Aryan himself is an extension of the real-life Khan, but only as per the movie's whims. A scene depicts him as a loving husband and father, who takes time out to help both his kids get better at video games, but doesn’t ever show him chain-smoking cigarettes (something Khan is notorious for). The film’s writers, Habib Faisal and Sharat Katariya, do their best to walk that tightrope between depicting their star realistically and maintaining his carefully cultivated image, with mixed results.

When Aryan rebukes Gaurav for interfering with his life, our sympathies lie with both characters. Then, things go stir-crazy, and, suddenly, it’s a year later and we’re in London. Gaurav is at Madame Tussaud’s for some payback — we know this because he says “Ab aayega mazaa!” to no one in particular, as though this were a sitcom — and the film suddenly becomes a collection of chase sequences set to a relentless and needlessly overdone background score.

It is here that I started disconnecting from the movie almost completely, as outrageous stunt followed outrageous stunt, with logic exiting and reappearing at random. For instance, in picturesque Dubrovnik (Croatia, the film neglects to mention), Aryan is performing at a wealthy industralist’s daughter’s wedding (another self-effacing dig). Fearing sabotage, he orders that everybody be subject to a computerised background check.

Gaurav poses as a volunteer and passes said check very easily, and this is never explained. I want to also say that he also very obviously looks like Aryan and someone should’ve raised a red flag. But then, in this scene, he’s wearing a fake beard and, let’s face it: this isn’t the first time a Yash Raj Films production has tried to pass off facial hair and a slightly different hairstyle as a convincing disguise.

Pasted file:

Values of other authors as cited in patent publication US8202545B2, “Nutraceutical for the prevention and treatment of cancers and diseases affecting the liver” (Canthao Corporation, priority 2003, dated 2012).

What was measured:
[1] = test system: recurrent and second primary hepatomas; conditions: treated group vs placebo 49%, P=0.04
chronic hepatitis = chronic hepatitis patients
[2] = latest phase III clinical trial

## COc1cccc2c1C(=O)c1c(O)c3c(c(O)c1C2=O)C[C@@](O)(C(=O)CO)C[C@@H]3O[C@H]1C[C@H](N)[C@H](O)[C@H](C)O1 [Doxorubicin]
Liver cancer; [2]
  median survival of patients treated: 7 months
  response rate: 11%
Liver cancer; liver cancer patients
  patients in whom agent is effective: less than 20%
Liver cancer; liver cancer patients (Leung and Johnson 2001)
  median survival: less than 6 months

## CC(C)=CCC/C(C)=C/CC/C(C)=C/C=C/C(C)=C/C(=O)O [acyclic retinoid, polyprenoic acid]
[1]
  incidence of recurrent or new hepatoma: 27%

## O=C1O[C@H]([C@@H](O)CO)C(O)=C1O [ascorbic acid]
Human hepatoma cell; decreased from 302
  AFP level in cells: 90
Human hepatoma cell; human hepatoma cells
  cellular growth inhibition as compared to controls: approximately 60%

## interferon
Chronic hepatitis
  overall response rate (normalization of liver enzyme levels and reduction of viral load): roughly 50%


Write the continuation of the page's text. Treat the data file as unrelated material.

A chase sequence that follows is even more ludicrous, given that there seems to be no fallout. Did an entire tourist town fail to spot a tuxedoed Bollywood superstar running behind a guy who looks a lot like him? Did no one ask later, “Hey Aryan, cool stunts; didn’t know you were a parkour enthusiast. Bee tee dubs, who was that dude you were chasing? Another parkour enthusiast? His stunts were cool too. Also, you guys look similar; what’s up with that?”

As Fan hurtled towards an action-packed climax, giving real-life fans a chance to see two SRKs duke it out on screen, it wore me down. Sure, it’s an audacious commercial experiment, blending elements from Hollywood film like The King Of Comedy, Misery, and The Fan with Indian masala to create an admirably unique smoothie. But even though its final shot is satisfying in all its bittersweetness, Sharma’s latest outing, although impressively mounted, lacks the discipline of his first (and best) film, Band Baaja Baaraat (2010).

At the end of the day, it’s up to King Khan to save the film from itself, and, for the first time in years, the man delivers. As the increasingly unhinged Gaurav, he finally gets the license to go over-the-top without appearing ridiculous (as he does in his collaborations with Rohit Shetty). His impossibly energetic skinny avatar brings back fond memories of the Khan of Fauji, Raju Ban Gaya Gentleman, and Kabhi Haan, Kabhi Naa the nation fell in love with . As Aryan, he’s less impactful, still coming across as a joyless, hammy on-screen superstar even in unguarded moments instead of the witty, eloquent man we see in interviews.

One day, hopefully, we might even get to see that man in a movie.